Falkland Sound

Louise Page

It is now twenty years since Margaret Thatcher and John Nott sent troops halfway around the world to defend some rocks known as the Falkland Islands in a "silly colonial war".

It is therefore appropriate that Louise Page's play, adapting a book by Hugh Tinker, should be revived as a reminder of how a war can affect individual families. It may also be timely in the political climate of late 2002.

David Tinker was a liberally-minded public schoolboy who chose to pursue a career in the Royal Navy. It is difficult to see the attraction of such a life for a dreamy poet who had difficulty in dealing with his subordinates. Something of the thrill of being involved seems to have overridden his natural dislike for the daily drudgery.

For whatever reason, this is what he chose and throughout his life, he wrote letters to friends and family that chronicled the accelerated life of a man who didn't make it to his 26th birthday. His idealism kept him going and he had a tendency to look on the bright side. He married and was clearly very much in love with great hope for his future.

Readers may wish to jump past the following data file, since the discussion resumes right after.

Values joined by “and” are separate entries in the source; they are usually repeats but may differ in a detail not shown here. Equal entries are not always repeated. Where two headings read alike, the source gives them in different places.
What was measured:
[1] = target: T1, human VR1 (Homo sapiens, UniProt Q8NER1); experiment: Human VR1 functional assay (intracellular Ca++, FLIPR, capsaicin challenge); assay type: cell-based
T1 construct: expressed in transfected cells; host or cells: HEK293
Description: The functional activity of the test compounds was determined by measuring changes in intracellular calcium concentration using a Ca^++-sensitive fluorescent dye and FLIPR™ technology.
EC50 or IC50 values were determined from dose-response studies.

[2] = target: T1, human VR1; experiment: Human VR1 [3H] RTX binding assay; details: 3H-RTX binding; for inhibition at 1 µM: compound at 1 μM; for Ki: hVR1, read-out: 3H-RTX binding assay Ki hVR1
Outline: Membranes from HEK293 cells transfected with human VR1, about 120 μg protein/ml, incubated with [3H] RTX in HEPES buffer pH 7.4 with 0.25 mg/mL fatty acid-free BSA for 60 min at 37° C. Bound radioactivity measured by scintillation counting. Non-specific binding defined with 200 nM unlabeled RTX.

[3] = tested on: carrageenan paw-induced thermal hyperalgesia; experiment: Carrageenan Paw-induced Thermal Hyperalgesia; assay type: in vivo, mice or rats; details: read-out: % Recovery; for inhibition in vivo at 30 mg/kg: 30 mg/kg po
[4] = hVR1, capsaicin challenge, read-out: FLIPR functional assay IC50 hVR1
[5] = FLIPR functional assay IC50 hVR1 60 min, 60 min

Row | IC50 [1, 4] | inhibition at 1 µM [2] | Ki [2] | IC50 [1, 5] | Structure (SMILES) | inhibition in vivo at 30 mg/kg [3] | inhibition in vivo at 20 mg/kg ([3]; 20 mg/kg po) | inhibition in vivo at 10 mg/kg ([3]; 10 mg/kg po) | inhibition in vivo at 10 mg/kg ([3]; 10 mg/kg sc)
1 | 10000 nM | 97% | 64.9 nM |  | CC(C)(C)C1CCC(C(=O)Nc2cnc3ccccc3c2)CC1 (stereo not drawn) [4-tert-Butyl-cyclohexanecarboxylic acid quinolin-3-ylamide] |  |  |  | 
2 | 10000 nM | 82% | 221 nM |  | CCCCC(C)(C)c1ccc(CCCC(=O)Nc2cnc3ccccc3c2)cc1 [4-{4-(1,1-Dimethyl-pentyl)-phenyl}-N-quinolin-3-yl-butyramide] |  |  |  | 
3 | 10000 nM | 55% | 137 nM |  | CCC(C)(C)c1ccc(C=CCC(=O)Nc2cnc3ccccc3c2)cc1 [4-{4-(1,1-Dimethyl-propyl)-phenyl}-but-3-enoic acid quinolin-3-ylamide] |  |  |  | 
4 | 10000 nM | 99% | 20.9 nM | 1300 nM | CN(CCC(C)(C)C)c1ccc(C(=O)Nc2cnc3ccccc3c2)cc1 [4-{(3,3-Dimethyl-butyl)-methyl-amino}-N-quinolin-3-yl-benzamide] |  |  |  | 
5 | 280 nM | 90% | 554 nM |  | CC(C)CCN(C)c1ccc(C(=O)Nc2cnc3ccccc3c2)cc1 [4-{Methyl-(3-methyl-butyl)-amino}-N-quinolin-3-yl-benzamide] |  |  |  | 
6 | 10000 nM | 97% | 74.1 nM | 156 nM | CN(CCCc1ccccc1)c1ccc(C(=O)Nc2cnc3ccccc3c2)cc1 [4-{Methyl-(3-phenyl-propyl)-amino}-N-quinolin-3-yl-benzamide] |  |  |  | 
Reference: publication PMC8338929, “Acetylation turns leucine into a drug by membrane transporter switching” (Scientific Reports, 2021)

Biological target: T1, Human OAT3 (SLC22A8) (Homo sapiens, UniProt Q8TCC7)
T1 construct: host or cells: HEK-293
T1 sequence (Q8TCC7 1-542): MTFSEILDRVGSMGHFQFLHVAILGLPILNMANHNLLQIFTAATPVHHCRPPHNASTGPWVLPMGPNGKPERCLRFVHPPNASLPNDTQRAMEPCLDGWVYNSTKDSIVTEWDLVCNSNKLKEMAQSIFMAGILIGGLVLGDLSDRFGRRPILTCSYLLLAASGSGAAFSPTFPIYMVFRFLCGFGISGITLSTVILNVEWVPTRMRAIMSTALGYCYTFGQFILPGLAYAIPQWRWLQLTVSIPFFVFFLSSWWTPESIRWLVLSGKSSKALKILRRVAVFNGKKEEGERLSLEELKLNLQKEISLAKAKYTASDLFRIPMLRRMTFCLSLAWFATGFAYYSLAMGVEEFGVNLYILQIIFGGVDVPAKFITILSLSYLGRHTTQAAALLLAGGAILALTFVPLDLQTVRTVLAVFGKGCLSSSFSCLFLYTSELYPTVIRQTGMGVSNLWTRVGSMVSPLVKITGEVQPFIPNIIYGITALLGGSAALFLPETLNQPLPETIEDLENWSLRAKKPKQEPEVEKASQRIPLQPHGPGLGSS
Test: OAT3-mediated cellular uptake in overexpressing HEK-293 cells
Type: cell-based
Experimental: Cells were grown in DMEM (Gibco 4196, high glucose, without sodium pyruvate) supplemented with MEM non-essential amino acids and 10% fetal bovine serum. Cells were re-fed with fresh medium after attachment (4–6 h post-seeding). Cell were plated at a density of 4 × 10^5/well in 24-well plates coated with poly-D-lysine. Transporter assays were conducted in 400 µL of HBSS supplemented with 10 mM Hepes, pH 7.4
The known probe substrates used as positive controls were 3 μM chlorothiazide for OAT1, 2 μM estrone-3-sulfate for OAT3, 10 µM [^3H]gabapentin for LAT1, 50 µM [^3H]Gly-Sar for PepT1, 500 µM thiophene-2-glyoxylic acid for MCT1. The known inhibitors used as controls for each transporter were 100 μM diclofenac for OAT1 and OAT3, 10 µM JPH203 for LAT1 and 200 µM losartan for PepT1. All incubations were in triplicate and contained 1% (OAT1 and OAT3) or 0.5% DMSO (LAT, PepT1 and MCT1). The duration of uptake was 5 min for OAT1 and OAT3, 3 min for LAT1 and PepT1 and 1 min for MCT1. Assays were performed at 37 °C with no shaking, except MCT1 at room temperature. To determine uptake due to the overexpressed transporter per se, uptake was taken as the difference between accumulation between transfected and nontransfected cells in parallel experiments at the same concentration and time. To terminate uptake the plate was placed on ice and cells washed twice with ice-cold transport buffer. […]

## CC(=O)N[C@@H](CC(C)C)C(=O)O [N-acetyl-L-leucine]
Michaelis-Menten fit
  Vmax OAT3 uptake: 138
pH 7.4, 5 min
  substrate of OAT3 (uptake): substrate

Throughout, his thoughts and words are punctuated with comments from Simon Wright as his wistful father and amateur Boswell, Hugh. He makes the audience understand what a loss the country suffered as a result of this one life's destruction and implies at the end how this was multiplied during this "pointless" war. It is also clear that he needed to write and edit his memoir to obtain a kind of cathartic release for himself.

In his last few letters, David became very bitter. His historical educational background left him well placed to see the way in which the mistakes of the past were repeated. The navy was ill-prepared for battle, apparently learning their tactics from the Sunday Mirror's editorials.

David's loss occurred for the kind of crass military and political reasons that were evident in The Great War and the Charge of the Light Brigade. A fatal combination of military expediency and political greed, as lives were exchanged for popularity and, ultimately, votes.

Although he only left Cambridge last year, Edward Jaspers gives a tremendous performance as young David in Jennifer Lunn's simple but very moving production.

Reviewer: Philip Fisher

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